Are public service strikes necessary?

Published on January 26, 2010

We have just dodged two bullets with the settlement of the public service labour disputes.

One noted the great sigh of relief heard across the province, when settlements were reached at the very last moment.

These settlements came at a price: not only were patients sent home early, but elective surgeries cancelled, school routines badly disrupted and working parents who depend upon school buses were concerned about their children’s safety.

We should know shortly the impact these settlements will have on the provincial budget. Of course, at the moment, we do not know if these contracts will be ratified by their memberships.

These disputes between various CUPE locals and the provincial government brought to the fore - again - the issue of how negotiations between members of public sector unions and the government should be handled. To put it bluntly, should public sector unions be permitted to strike and, similarly, should the employer have the authority to “lockout” these workers?

The “right” to strike or to lockout are not guaranteed by the Charter of Rights and Freedoms. These rights are granted through legislation, adopted either by provincial legislature or the Parliament of Canada. They are subject to amendment at any time. One should not confuse the right of a union to bargain collectively with the right to strike or lockout.

The field of labour relations has evolved over many years. There are many examples of what one might classify as illegal but necessary strikes because of the harsh treatment of workers by the owners or management of the enterprise. In the early years of the last century, the state became the umpire of labour disputes when legislation was introduced governing collective bargaining.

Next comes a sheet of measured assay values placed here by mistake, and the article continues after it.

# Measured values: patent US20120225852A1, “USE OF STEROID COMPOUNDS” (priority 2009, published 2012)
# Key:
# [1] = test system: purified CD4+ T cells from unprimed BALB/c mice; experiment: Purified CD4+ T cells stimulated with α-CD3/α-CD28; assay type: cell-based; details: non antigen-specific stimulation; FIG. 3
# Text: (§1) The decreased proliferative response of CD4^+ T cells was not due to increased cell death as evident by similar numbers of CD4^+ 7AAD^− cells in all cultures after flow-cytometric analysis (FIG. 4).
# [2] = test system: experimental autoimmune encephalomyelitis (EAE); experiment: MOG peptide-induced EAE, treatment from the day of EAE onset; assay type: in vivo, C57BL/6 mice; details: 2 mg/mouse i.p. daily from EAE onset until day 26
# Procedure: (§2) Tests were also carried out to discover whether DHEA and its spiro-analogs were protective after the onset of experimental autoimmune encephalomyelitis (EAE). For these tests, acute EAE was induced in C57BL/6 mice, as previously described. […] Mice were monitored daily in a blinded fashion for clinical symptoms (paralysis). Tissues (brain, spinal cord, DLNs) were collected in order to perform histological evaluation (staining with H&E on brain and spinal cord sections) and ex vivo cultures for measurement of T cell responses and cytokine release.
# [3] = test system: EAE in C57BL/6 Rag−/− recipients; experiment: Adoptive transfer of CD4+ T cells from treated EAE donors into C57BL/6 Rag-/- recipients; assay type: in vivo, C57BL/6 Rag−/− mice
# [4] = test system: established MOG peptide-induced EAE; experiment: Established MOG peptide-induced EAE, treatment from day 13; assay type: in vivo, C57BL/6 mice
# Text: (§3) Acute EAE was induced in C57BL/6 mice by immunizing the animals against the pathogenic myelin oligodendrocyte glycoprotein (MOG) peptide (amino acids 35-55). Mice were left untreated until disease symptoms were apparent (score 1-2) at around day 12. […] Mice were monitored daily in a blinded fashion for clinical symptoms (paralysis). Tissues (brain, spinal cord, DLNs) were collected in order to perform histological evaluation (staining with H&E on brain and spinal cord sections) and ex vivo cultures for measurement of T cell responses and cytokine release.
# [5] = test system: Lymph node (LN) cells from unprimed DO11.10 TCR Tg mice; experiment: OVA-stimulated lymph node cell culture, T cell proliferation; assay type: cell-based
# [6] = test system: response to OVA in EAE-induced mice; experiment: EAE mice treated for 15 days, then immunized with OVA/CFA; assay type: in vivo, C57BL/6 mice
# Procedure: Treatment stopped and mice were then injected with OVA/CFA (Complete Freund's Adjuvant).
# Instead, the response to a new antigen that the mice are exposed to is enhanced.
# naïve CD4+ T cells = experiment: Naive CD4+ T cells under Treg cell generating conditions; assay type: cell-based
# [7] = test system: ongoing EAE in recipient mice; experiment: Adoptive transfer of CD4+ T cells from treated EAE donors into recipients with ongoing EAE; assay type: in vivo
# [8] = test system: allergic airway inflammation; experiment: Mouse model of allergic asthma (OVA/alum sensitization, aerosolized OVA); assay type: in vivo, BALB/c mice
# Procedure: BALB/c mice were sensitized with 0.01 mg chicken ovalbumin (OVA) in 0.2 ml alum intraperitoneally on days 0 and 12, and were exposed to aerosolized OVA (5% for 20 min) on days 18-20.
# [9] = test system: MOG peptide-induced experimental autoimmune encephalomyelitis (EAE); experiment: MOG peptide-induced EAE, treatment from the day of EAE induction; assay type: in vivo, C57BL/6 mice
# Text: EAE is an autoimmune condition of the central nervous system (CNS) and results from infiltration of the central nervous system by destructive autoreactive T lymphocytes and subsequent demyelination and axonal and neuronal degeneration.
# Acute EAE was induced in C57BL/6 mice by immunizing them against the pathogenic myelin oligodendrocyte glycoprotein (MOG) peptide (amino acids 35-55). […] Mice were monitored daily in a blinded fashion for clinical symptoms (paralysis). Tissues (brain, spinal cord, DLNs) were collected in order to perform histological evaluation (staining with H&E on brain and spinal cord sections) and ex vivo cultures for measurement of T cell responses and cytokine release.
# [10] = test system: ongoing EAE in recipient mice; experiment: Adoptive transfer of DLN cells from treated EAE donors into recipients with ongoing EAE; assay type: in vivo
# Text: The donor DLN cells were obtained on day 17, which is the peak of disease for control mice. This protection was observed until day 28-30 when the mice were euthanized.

Any labour dispute is between the workers and management: for example, if General Motors was on strike, the only individuals involved are the workers and the owner. The customers have an alternative, Ford. But, with the growth of government, and government enterprise, this scene has changed.

Today, in certain provinces and at the national level, many public sector employees - including nurses, the police, and the military - are not permitted to strike or be locked out, as they are classified as essential services. They do have the power to bargain collectively, but they are denied the use of the strike weapon. In the public sector, there are three sides to a dispute: the workers, the government and the general public, consumers of the service, and through taxation, are responsible for the workers’ salaries. It is the general public who are the victims of any public sector labour dispute and, though not “at the table,” will eventually, through taxation or user fees, pay for the settlement.

The political price

Government can change the rules of the game whenever it wishes. It may, in the long run, pay a price for changing the landscape but, under normal circumstances, this will only happen at the next general election. NDP governments in Saskatchewan and Ontario suffered politically from the actions of their public sector trade union “friends.”